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Autumn through the eyes of the photographer

Autumn colors are a great variety. In some areas the riot of colors lasts only a week or less, while in others it will last more than a month. Each area wears its own unique colors, depending on the flora growing on its territory and other factors, such as climatic conditions and soil structure.

Do some research in your area to find out when the leaves begin to change color, and use this great opportunity with the maximum benefit for themselves. You can also use Google’s quick search to find the most beautiful autumn landscapes in your places of residence.

If you plan to conduct a small photographic expedition, then this service will help you such web sites as Flickr and Panoramio. Here you can see how different areas look at different times of the year. Just enter the tags for the time of year and the place you plan to visit.

Regardless of weather conditions and lighting, you can always get great photos of nature in the fall. If it is a sunny day, then you will have plenty of light, but it is fraught with sharp shadows and highlights, which can reduce the saturation of the color shades of the surrounding objects. To cope with this, try using a polarizing filter, changing the shooting angle, or shooting at a time when the sun is low above the horizon.

If the sky has a bright white color, simply exclude it from the composition of your composition. The soft light of the bright sky is ideal for photographing small parts that are free from glare and harsh shadows.

A rainy day may seem like a “wash-out” paint, but water actually brings out colors like nothing else. The best time for photographing is right after the end of the rain, especially if a ray of sunshine breaks through the clouds to illuminate the surrounding landscape.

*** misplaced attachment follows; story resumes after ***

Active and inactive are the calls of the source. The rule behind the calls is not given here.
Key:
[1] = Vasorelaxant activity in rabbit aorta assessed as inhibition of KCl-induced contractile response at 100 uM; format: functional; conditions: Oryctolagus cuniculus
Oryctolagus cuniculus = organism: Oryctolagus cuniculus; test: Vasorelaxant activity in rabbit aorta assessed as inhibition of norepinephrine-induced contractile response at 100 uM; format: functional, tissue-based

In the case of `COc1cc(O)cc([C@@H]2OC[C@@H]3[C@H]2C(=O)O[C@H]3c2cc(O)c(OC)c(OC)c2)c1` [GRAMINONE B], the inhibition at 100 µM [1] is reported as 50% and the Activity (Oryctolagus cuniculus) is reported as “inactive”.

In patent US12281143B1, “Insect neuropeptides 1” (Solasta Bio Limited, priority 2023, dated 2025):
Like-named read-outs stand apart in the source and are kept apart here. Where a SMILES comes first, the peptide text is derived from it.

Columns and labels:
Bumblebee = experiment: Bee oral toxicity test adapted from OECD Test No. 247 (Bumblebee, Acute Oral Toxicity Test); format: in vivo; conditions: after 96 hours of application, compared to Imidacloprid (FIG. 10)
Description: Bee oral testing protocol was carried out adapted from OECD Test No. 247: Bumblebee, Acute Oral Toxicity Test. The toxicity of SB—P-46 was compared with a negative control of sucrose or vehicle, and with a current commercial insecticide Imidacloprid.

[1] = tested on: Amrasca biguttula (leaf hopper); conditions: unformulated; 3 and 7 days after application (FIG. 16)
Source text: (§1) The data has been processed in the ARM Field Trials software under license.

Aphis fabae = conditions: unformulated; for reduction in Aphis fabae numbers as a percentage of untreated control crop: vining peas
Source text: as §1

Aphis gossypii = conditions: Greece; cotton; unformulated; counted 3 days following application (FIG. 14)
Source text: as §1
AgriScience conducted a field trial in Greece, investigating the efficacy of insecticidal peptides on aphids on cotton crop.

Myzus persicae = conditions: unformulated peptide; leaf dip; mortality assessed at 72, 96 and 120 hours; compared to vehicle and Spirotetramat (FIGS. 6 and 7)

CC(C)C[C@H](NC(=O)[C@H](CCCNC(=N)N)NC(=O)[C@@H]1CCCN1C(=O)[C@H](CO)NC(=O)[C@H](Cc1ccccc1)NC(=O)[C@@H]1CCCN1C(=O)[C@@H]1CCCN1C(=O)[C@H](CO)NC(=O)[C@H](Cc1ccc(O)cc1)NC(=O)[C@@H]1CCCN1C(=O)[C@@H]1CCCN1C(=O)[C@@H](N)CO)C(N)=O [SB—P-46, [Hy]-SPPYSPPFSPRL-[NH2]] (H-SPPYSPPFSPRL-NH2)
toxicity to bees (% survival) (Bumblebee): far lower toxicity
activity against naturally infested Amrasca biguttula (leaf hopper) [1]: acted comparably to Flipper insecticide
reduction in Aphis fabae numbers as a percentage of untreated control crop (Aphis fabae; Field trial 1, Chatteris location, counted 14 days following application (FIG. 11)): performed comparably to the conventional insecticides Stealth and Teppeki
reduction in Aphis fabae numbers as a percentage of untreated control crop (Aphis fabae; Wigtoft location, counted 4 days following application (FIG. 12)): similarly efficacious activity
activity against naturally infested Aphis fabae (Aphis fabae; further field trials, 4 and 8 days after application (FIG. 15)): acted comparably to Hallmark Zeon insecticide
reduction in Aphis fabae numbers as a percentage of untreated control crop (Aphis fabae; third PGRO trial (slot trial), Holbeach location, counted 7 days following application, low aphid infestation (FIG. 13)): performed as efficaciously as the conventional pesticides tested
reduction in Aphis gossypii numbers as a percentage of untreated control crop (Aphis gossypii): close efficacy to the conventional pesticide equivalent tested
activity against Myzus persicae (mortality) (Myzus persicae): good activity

With a sudden cold snap, look for the first frost patterns on the foliage of the shrubs. If you are not afraid of the cold, you can capture in the frame very interesting and amazing textures, especially in the early morning when the air is very fresh and clear.

Backlighting (backlighting)
If you place the removed foliage between the camera and the sun, then the sun’s rays will create a backlight, making the leaves shining, and beautifully revealing the patterns of their thin veins. If you can see the sky through the foliage, then try to shoot it when the color of the sky turns bright blue to create a beautiful color contrast.

Photographing leaves may cause some difficulty on a windy day. In such cases, it is better to look for water reflections of autumn colors, and try to create more abstract images.

Leaves that have fallen to the ground can be an excellent subject for photographing. Try to shoot them from a low position (from ground level), and you will get a photo with a very interesting perspective.

Also try shooting trees from the bottom up (against the sky) to emphasize their height and splendor.

Combining in your plot the bright colors of autumn leaves with the smooth and silky surface of small waterfalls can give amazing results. At the same time, try using a long exposure to blur the water surface, flowing in stages between the fallen leaves.

Large photos of autumn
A simple, minimalist composition can become as significant as a complex, multi-subject plot. Take close-ups of several leaves using a wide aperture, such as F / 2.8 or F / 4, to achieve a shallow depth of field that isolates fine details.

Camera settings
Depth of field. Decide for yourself which part of the plot you want to focus on, and use your camera’s diaphragm to control the depth of field.

Exposure compensation. To deepen the tone and highlight the colors of surrounding objects, try a little underexposure the image. The easiest way to do this is to find the exposure compensation button (+/-) on the camera, and set the exposure value somewhere between -0.5 EV and -1.0 EV.

White balance. If you are taking pictures in the “golden time” (just before sunset or right after sunrise), you probably don’t want to set the camera to automatically balance white to eliminate beautiful yellow-orange ambient lighting, which is exactly what your camera will try to do. However, if you set the white balance switch to the Daylight position, your photos will retain the warm sunshine.

Try different settings (presets) for white balance with varying lighting to find the best color balance. It is especially important to get the correct white balance if you are shooting in jpeg format. When shooting in RAW format, the white balance can be adjusted during the subsequent post-processing of still images.

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